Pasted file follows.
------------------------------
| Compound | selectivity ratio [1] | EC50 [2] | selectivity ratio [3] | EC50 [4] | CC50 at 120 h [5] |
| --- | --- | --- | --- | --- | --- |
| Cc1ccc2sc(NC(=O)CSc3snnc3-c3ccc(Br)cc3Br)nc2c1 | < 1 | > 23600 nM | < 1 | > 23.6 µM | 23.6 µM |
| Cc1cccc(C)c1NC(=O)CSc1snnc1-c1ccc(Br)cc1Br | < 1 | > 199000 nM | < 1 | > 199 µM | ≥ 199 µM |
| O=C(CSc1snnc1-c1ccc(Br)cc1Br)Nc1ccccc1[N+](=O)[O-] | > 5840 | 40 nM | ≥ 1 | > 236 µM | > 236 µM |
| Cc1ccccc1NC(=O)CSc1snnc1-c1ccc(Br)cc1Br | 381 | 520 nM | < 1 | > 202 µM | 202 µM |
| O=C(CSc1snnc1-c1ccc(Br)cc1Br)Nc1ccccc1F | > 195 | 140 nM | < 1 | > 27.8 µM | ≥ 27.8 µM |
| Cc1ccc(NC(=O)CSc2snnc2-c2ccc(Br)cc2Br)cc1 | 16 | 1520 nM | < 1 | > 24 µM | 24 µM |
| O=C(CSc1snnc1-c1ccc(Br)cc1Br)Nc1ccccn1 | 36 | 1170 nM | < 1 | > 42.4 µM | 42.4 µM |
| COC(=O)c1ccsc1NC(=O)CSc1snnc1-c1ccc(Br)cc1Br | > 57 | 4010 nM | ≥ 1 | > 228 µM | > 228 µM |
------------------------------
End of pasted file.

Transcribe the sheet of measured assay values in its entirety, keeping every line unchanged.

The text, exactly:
| Compound | selectivity ratio [1] | EC50 [2] | selectivity ratio [3] | EC50 [4] | CC50 at 120 h [5] |
| --- | --- | --- | --- | --- | --- |
| Cc1ccc2sc(NC(=O)CSc3snnc3-c3ccc(Br)cc3Br)nc2c1 | < 1 | > 23600 nM | < 1 | > 23.6 µM | 23.6 µM |
| Cc1cccc(C)c1NC(=O)CSc1snnc1-c1ccc(Br)cc1Br | < 1 | > 199000 nM | < 1 | > 199 µM | ≥ 199 µM |
| O=C(CSc1snnc1-c1ccc(Br)cc1Br)Nc1ccccc1[N+](=O)[O-] | > 5840 | 40 nM | ≥ 1 | > 236 µM | > 236 µM |
| Cc1ccccc1NC(=O)CSc1snnc1-c1ccc(Br)cc1Br | 381 | 520 nM | < 1 | > 202 µM | 202 µM |
| O=C(CSc1snnc1-c1ccc(Br)cc1Br)Nc1ccccc1F | > 195 | 140 nM | < 1 | > 27.8 µM | ≥ 27.8 µM |
| Cc1ccc(NC(=O)CSc2snnc2-c2ccc(Br)cc2Br)cc1 | 16 | 1520 nM | < 1 | > 24 µM | 24 µM |
| O=C(CSc1snnc1-c1ccc(Br)cc1Br)Nc1ccccn1 | 36 | 1170 nM | < 1 | > 42.4 µM | 42.4 µM |
| COC(=O)c1ccsc1NC(=O)CSc1snnc1-c1ccc(Br)cc1Br | > 57 | 4010 nM | ≥ 1 | > 228 µM | > 228 µM |